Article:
MEMPHIS (Jun. 27)
Vice President Dan Quayle, who has frequently pledged that the Bush administration will work to repeal the “odious” U.N. General Assembly resolution denigrating Zionism as racism, told a receptive audience at a historic synagogue here that he has no doubt it will happen.
“My friends, I promise you Resolution 3379 will be repealed,” Quayle declared Wednesday night at the Baron Hirsch Synagogue, which was celebrating its 120th anniversary.
Quayle said the resolution must be repealed because “it provides anti-Semitism with the appearance of international approval.
“Together, we will make it so,” the vice president said. “While some might consider this an ‘impossible dream,’ so, until recently, were the exodus of Jews from the Soviet Union and Ethiopia and the defeat of Saddam Hussein’s Iraq.
“Yet all these impossible things have come to pass,” he added.
Referring to the Jewish tradition that equates 120 years with a complete life span, Quayle wished the synagogue “another 120 years of service to your community, your nation and your creator.”
The Orthodox congregation is named after Baron Maurice de Hirsch, the German Jewish philanthropist who died in 1896.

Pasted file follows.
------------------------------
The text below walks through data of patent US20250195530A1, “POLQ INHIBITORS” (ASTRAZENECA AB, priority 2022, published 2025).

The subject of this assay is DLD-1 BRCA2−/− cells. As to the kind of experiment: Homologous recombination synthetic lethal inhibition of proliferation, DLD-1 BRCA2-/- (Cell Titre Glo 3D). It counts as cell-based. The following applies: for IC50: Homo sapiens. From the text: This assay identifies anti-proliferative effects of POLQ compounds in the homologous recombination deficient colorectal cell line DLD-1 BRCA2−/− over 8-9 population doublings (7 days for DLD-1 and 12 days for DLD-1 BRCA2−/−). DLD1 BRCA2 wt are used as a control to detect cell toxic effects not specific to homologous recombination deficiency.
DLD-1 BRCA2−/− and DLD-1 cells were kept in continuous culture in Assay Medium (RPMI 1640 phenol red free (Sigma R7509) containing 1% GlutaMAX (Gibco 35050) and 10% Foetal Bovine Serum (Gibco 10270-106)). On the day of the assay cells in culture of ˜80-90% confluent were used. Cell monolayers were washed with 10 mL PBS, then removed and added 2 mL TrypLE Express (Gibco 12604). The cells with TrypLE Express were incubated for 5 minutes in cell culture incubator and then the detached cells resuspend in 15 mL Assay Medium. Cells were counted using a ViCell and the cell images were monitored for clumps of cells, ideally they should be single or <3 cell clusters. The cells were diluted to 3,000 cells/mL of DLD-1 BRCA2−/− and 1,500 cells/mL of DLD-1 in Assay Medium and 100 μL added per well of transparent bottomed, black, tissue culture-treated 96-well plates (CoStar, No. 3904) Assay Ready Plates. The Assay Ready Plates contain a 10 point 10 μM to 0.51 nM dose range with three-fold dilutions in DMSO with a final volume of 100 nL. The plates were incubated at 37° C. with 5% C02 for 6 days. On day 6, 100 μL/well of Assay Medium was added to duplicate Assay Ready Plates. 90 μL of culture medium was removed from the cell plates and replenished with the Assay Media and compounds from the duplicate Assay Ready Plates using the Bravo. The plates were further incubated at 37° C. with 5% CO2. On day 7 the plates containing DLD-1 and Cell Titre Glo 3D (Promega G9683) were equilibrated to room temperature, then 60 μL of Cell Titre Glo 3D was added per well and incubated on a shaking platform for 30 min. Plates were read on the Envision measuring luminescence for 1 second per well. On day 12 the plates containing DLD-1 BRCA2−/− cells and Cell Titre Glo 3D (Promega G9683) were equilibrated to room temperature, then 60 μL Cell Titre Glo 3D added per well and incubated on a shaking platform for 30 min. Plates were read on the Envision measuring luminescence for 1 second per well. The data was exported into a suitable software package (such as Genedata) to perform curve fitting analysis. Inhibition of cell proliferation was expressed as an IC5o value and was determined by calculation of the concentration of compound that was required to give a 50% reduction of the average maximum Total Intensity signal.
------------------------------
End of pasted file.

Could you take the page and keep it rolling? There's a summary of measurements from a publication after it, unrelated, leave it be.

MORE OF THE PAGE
Quayle observed that just 50 years later, “most of the Eastern European Jewish community was destroyed in the unspeakable outbreak of evil known as the Holocaust.”
The vice president described his recent trip to Eastern Europe during which he placed wreaths at the site of the Warsaw Ghetto and at the monument in Budapest to Raoul Wallenberg, who is credited with having saved tens of thousands of Hungarian Jews from deportation to death camps.
TELLS OF VISIT TO AUSCHWITZ
Quayle described how when he, his wife Marilyn and their children — Benjamin, 14, and Corinne, 12 — visited Auschwitz, they were “deeply shaken and very moved by what we saw.”
“It was particularly important to Marilyn and me that our children were along,” Quayle said. “It is vital that not only our generation, but future generations, never forget.”
The vice president stressed that evil must be fought both at home and abroad.
“Fighting evil at home means fighting those who thrive on hate and prejudice,” he said. “There is no room in America for hate crimes, for bigotry, for anti-Semitism.”
Quayle added that “we will not be silent, we will not be indifferent and we will not rest until we rid our land of these cancers of the human spirit.”
But he stressed that this effort must also be carried on internationally. “For unless the lawabiding nations of the world band together to resist the power of evil, it will grow and spread until it encompasses the whole Earth,” he said.
Quayle said that was why Operation Desert Storm was important, not just to liberate Kuwait after it was invaded by Iraq, but to set a precedent for a new world order.
(JTA correspondent David Friedman in Washington contributed to this report.)